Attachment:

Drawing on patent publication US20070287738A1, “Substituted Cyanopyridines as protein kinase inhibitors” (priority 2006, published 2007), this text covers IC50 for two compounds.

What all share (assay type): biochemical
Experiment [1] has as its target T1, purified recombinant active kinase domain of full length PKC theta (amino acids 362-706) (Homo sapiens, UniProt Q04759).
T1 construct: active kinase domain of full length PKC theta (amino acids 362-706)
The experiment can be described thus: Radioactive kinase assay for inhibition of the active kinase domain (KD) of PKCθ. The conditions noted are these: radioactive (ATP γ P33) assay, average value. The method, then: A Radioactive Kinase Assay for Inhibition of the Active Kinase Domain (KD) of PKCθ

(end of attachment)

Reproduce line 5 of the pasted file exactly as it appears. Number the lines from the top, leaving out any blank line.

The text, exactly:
The experiment can be described thus: Radioactive kinase assay for inhibition of the active kinase domain (KD) of PKCθ. The conditions noted are these: radioactive (ATP γ P33) assay, average value. The method, then: A Radioactive Kinase Assay for Inhibition of the Active Kinase Domain (KD) of PKCθ